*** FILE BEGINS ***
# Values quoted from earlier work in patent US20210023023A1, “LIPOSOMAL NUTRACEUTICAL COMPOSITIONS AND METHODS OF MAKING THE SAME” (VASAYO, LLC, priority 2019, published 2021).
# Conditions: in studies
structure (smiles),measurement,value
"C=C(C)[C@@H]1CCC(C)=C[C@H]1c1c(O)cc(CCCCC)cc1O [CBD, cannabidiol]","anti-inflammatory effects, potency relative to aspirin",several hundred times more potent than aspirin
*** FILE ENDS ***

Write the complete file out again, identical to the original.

# Values quoted from earlier work in patent US20210023023A1, “LIPOSOMAL NUTRACEUTICAL COMPOSITIONS AND METHODS OF MAKING THE SAME” (VASAYO, LLC, priority 2019, published 2021).
# Conditions: in studies
structure (smiles),measurement,value
"C=C(C)[C@@H]1CCC(C)=C[C@H]1c1c(O)cc(CCCCC)cc1O [CBD, cannabidiol]","anti-inflammatory effects, potency relative to aspirin",several hundred times more potent than aspirin